>> the arguments?

> You can use a decorator:
>
> from functools import wraps
>
> def fix_args(fn):
> @wraps(fn)
> def wrapper(*args):
> args = (arg.replace('_', '') for arg in args)
> return fn(*args)
>
> return wrapper
>
> @fix_args
> def foo(x, y):
> print(x)
> print(y)

I was tempted to post that myself, but he said /simpler/

Chris Angelico
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Posts: n/a

 11-10-2012
On Sat, Nov 10, 2012 at 3:05 PM, Paul Rubin <(E-Mail Removed)> wrote:
> Chris Angelico <(E-Mail Removed)> writes:
>> Contrived example:
>> def send_email(from, to, subj, body, whatever, other, headers, you, like):

>
> That should be a dictionary with the header names as indexes. In fact
> there are already some email handling modules in the stdlib that

That's also plausible, but keyword arguments do make sense. And this
was a top-of-the-head contrived example; I'm sure there are plenty of
good use-cases.

ChrisA

bruceg113355@gmail.com
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Posts: n/a

 11-10-2012
On Friday, November 9, 2012 8:16:12 PM UTC-5, Steven D'Aprano wrote:
> On Fri, 09 Nov 2012 20:05:26 -0500, Roy Smith wrote:
>
>
>
> > In article <(E-Mail Removed)>,

>
> > (E-Mail Removed) wrote:

>
> >

>
> >> Is there a simpler way to modify all arguments in a function before

>
> >> using the arguments?

>
> >>

>
> >> For example, can the below code, in the modify arguments section be

>
> >> made into a few statements?

>
> >>

>
> >> def someComputation (aa, bb, cc, dd, ee, ff, gg, hh):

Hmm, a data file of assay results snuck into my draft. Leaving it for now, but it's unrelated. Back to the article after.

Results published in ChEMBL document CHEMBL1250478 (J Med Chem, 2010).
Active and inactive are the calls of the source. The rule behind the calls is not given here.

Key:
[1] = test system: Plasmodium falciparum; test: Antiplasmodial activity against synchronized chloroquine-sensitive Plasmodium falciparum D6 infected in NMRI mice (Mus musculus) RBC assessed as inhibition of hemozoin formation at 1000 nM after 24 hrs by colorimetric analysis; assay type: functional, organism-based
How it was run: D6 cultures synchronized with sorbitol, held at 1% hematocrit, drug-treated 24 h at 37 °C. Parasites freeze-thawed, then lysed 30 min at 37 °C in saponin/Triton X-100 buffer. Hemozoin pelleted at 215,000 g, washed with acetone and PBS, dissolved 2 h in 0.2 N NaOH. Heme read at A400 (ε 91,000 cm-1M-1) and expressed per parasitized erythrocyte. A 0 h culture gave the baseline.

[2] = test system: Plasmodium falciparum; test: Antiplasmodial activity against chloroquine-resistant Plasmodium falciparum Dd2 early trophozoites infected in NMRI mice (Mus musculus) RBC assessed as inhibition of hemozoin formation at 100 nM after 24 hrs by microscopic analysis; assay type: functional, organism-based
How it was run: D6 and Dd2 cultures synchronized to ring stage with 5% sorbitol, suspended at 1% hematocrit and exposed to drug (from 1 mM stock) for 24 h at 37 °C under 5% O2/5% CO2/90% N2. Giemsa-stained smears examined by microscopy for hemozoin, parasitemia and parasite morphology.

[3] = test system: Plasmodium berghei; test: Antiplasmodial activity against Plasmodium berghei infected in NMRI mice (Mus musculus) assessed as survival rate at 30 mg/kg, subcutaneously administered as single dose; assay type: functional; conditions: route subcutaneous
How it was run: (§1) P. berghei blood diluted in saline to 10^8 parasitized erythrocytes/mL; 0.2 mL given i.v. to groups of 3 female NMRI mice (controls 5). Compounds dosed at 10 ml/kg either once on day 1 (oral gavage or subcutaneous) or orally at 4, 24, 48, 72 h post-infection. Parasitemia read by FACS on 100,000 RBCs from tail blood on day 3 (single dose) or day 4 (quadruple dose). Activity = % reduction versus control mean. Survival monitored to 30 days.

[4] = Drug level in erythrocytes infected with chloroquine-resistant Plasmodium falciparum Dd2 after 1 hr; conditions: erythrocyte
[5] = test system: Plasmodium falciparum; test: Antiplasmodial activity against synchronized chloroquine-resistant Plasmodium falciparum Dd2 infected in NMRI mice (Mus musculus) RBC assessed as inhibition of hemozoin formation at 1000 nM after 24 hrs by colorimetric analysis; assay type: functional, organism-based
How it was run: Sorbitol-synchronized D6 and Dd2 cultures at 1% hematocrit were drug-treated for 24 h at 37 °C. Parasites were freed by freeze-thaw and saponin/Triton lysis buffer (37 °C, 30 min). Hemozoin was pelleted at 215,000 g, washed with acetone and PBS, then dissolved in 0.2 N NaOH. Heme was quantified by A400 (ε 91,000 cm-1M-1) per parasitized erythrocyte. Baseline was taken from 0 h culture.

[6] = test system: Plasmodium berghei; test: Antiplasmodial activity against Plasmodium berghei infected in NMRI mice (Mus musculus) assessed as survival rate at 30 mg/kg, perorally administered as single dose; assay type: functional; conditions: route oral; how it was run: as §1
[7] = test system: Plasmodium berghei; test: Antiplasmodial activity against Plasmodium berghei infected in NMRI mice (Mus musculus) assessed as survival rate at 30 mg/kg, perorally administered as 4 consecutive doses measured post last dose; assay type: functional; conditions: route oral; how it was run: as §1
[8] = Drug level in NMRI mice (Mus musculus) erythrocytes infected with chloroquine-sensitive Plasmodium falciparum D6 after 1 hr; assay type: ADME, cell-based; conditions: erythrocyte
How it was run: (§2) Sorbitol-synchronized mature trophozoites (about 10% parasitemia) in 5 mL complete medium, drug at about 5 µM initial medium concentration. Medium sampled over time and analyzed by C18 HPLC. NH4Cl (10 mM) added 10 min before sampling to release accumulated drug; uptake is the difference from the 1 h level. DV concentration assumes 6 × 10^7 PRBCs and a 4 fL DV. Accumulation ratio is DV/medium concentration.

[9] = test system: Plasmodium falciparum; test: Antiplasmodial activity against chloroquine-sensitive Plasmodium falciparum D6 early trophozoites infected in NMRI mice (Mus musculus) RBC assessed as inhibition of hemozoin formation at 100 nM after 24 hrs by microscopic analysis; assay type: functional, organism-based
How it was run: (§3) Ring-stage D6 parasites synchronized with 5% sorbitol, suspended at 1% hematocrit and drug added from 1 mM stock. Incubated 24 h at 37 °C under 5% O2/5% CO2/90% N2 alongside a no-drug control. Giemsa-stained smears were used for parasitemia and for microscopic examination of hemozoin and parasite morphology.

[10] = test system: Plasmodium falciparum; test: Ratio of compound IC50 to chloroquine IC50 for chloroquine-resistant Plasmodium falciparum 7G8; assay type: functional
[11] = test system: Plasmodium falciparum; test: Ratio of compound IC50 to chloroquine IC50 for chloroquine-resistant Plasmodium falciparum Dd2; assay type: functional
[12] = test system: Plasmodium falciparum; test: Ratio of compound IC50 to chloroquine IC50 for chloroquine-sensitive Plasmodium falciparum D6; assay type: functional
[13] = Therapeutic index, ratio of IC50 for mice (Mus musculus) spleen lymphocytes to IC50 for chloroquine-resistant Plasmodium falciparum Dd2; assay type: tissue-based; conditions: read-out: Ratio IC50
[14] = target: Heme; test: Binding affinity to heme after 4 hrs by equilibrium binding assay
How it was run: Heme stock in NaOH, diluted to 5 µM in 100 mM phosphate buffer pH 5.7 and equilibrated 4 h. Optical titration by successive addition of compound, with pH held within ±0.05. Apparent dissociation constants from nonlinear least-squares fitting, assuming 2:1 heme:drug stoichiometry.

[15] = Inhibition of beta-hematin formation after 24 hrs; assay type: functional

>
> >> # modify arguments

>
> >> # ----------------------

>
> >> aa = aa.replace (³_² , ³²)

>
> >> bb= bb.replace (³_² , ³²)

>
> >> cc = cc.replace (³_² , ³²)

>
> >> dd = dd.replace (³_² , ³²)

>
> >> ee = ee.replace (³_² , ³²)

>
> >> ff = ff.replace (³_² , ³²)

>
> >> gg = gg.replace (³_² , ³²)

>
> >> hh = hh.replace (³_² , ³²)

>
> >>

>
> >> # use the arguments

>
> >> # -----------------

>
> >> # 

>
> >

>
> > You could do something like (not error checked)...

>
> >

>
> > def someComputation(*args):

>
> > new_args = [arg.replace("_", "") for arg in args] aa, bb, cc, dd,

>
> > ee, ff, gg, hh = new_args

>
> >

>
> > but that's pretty weird. I suspect you just want to pass a list instead

>
> > of a bunch of discrete arguments.

>
>
>
>
>
> I agree with everything you say except that it is pretty weird. As far as
>
> I am concerned, it isn't weird at all.
>
>
>
> If you need named parameters:
>
>
>
> def someComputation(aa, bb, cc, dd, ee, ff, gg, hh):
>
> aa, bb, cc, dd, ee, ff, gg, hh = [arg.replace("_", "")
>
> for arg in (aa. bb, cc, dd, ee, ff, gg, hh)]
>
> ...
>
>
>
>
>
>
>
> --
>
> Steven

Thanks to all.
Steve's example is the one I will try next week.
Passing in lists, will work but it requires extra coding from the calling routines to build the list.
Discrete arguments make sense.
Also, what is the problem passing in 7 or more arguments?

Thanks,
Bruce